After seeing life-changing projects firsthand in Pakistan, Islamic Relief and other NGOs have pushed for enhanced cooperation to achieve sustainable development in the country.
About half of the Pakistan’s population lives in poverty, and the very poorest people rely on aid and development organisations to provide vital services. The impact of humanitarian and development projects on poor communities was observed by representatives of the Muslim Charities Forum (MCF) – an umbrella organisation for British-based Muslim international NGOs – and ACEVO during their visit to the country last week.
The delegation included Sir Stephen Bubb, Chief Executive of the Association of Chief Executives of Voluntary Organisations (ACEVO), Jehangir Malik OBE, Director of Islamic Relief UK and Othman Moqbel, Chief Executive of Human Appeal International.
Islamic Relief welcomed delegates to flagship projects in Rawalpindi, such as orphan sponsorship, healthcare and microfinance. Projects by other MCF members – including Muslim Hands, Muslim Aid, Orphans in Need and READ Foundation – were also visited by the delegation.
Cooperation to achieve lasting change
In a special session held to mark the end of their visit, delegates reflected on the projects as well as the international context for Muslim charities operating in Pakistan and elsewhere.
The Islamabad event was attended by government officials including State Minister for Religious Affairs and Interfaith Harmony, Pir Muhammad Amin Ul Hasnat, Farzana Yaqoob, Minister of Social Welfare and Women’s Development AJK, as well as representatives from international development and humanitarian agencies and the United Nations.
The session emphasised the need to enhance cooperation between its member organisations, civil society and the public sector.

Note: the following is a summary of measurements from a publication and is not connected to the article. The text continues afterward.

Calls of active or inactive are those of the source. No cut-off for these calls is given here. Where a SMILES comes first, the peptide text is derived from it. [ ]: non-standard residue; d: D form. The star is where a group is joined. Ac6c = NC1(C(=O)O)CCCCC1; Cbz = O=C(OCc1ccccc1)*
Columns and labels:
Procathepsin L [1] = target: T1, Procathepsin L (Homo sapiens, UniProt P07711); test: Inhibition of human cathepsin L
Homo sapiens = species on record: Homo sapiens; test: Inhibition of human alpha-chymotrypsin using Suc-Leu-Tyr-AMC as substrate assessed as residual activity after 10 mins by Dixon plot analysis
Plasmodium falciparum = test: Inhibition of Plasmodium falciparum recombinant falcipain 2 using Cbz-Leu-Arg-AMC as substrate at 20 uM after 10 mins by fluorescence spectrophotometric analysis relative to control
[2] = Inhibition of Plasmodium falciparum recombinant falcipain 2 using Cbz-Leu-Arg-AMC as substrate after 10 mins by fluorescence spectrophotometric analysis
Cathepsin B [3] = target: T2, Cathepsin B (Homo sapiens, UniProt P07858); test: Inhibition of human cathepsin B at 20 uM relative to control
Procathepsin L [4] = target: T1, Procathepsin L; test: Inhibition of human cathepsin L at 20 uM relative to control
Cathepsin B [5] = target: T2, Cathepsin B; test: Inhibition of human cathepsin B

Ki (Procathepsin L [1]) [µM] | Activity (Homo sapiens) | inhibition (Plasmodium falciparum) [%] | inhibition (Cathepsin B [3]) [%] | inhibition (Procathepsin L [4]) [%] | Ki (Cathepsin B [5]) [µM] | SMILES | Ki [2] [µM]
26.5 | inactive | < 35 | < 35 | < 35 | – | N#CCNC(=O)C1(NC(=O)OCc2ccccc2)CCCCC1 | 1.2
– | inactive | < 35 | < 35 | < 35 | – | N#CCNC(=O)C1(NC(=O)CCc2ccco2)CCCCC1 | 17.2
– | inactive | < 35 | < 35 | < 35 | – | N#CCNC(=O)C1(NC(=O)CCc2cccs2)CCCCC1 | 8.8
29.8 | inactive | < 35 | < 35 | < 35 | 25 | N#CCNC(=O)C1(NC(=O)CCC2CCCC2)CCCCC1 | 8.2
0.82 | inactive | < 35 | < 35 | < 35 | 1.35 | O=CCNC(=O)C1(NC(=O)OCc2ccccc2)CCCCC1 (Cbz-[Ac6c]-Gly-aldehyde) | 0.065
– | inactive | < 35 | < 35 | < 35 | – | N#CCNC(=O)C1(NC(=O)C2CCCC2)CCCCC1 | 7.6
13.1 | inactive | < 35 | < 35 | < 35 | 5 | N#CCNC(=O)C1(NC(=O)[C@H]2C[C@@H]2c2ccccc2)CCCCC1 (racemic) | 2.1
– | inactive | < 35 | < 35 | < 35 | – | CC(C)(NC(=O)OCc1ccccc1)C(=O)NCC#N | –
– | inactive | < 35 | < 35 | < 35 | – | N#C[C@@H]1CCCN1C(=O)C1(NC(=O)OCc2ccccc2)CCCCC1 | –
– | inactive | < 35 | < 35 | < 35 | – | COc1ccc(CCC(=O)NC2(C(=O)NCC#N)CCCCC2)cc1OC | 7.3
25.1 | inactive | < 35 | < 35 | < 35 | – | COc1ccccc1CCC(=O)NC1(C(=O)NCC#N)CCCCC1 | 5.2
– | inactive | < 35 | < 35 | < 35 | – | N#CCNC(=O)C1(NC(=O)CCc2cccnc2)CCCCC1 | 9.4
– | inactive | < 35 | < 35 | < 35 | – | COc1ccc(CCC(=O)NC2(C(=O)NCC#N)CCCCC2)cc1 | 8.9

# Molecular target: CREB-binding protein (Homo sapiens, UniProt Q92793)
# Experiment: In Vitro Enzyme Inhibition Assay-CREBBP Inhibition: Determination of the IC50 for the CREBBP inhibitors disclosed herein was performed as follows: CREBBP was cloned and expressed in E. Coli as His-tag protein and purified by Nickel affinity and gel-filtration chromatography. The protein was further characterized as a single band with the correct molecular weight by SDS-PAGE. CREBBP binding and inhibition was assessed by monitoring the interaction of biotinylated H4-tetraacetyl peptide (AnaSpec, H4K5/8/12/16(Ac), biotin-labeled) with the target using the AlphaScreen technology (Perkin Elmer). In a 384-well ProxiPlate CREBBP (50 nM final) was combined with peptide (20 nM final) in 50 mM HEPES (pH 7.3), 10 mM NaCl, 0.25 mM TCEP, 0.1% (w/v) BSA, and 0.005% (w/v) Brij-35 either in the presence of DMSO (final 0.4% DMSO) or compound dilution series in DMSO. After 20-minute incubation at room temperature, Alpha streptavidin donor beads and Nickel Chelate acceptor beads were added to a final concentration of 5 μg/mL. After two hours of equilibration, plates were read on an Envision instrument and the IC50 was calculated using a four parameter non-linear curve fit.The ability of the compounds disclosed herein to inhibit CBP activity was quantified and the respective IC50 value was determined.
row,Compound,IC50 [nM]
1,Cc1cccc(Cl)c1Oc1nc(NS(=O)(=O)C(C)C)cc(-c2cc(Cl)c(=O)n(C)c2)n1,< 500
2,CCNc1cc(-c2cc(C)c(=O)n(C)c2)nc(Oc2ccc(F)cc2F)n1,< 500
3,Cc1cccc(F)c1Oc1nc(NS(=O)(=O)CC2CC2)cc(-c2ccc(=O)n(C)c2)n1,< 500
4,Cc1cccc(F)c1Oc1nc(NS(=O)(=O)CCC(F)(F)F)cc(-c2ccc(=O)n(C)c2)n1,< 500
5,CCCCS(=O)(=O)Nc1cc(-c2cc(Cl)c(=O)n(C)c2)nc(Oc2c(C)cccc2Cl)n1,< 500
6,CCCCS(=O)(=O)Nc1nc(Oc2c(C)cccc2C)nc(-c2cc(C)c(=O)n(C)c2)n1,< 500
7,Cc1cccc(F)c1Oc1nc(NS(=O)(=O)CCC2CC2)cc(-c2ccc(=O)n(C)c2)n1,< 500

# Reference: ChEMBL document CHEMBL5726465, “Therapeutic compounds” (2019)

Addressing the audience, Jehangir Malik of Islamic Relief UK stressed that the work of civil society is critical to an internationally cooperative future.
Dignified lives, community and interfaith harmony
Sir Stephen Bubb spoke of the need to ensure sustainable development for marginalised communities and commended the development and humanitarian work of MCF member organisations in Pakistan.
He highlighted the success of MCF member projects in empowering vulnerable people to lead dignified lives and fostering a sense of community and interfaith harmony across Pakistan.
“Civil society organisations often struggle to meet acute demand for humanitarian support in Pakistan, despite their excellent efforts,” he said. “I urge the government, civil society and particularly MCF members to continue to cooperate in their work for disadvantaged communities.
“It is particularly important to continue helping to empower women, a vital step to building a more progressive country. The Pakistan government’s continued support is critical to the success of humanitarian efforts and I hope it will continue long in to the future.”
Islamic Relief has delivered extensive humanitarian and development programmes in Pakistan since it began working in the country in 1992.